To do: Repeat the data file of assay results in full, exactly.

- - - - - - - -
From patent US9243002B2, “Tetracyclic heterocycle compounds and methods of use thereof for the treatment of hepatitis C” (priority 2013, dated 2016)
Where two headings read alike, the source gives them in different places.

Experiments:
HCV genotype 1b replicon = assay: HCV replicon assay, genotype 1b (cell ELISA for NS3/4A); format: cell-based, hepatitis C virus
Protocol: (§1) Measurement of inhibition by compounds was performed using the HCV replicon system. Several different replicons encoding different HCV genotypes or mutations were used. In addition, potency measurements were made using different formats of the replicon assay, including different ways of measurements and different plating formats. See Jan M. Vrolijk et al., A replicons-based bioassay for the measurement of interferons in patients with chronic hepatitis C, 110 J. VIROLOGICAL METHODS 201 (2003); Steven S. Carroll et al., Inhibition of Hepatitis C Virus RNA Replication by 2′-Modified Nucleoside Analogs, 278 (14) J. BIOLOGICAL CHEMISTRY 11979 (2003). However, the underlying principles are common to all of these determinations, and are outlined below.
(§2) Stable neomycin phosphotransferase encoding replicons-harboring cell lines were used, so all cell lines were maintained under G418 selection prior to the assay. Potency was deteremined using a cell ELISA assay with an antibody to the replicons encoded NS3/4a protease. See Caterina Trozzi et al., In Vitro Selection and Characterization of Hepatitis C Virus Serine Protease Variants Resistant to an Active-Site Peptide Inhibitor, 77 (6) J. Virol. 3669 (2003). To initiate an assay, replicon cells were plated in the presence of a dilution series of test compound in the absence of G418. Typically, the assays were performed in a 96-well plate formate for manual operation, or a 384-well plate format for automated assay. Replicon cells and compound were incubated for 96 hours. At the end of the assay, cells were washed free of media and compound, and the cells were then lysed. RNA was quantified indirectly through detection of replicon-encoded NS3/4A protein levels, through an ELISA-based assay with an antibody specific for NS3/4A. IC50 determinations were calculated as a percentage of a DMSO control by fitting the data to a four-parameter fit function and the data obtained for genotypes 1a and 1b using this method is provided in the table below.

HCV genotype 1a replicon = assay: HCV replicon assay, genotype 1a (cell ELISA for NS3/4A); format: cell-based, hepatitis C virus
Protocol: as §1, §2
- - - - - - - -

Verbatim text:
From patent US9243002B2, “Tetracyclic heterocycle compounds and methods of use thereof for the treatment of hepatitis C” (priority 2013, dated 2016)
Where two headings read alike, the source gives them in different places.

Experiments:
HCV genotype 1b replicon = assay: HCV replicon assay, genotype 1b (cell ELISA for NS3/4A); format: cell-based, hepatitis C virus
Protocol: (§1) Measurement of inhibition by compounds was performed using the HCV replicon system. Several different replicons encoding different HCV genotypes or mutations were used. In addition, potency measurements were made using different formats of the replicon assay, including different ways of measurements and different plating formats. See Jan M. Vrolijk et al., A replicons-based bioassay for the measurement of interferons in patients with chronic hepatitis C, 110 J. VIROLOGICAL METHODS 201 (2003); Steven S. Carroll et al., Inhibition of Hepatitis C Virus RNA Replication by 2′-Modified Nucleoside Analogs, 278 (14) J. BIOLOGICAL CHEMISTRY 11979 (2003). However, the underlying principles are common to all of these determinations, and are outlined below.
(§2) Stable neomycin phosphotransferase encoding replicons-harboring cell lines were used, so all cell lines were maintained under G418 selection prior to the assay. Potency was deteremined using a cell ELISA assay with an antibody to the replicons encoded NS3/4a protease. See Caterina Trozzi et al., In Vitro Selection and Characterization of Hepatitis C Virus Serine Protease Variants Resistant to an Active-Site Peptide Inhibitor, 77 (6) J. Virol. 3669 (2003). To initiate an assay, replicon cells were plated in the presence of a dilution series of test compound in the absence of G418. Typically, the assays were performed in a 96-well plate formate for manual operation, or a 384-well plate format for automated assay. Replicon cells and compound were incubated for 96 hours. At the end of the assay, cells were washed free of media and compound, and the cells were then lysed. RNA was quantified indirectly through detection of replicon-encoded NS3/4A protein levels, through an ELISA-based assay with an antibody specific for NS3/4A. IC50 determinations were calculated as a percentage of a DMSO control by fitting the data to a four-parameter fit function and the data obtained for genotypes 1a and 1b using this method is provided in the table below.

HCV genotype 1a replicon = assay: HCV replicon assay, genotype 1a (cell ELISA for NS3/4A); format: cell-based, hepatitis C virus
Protocol: as §1, §2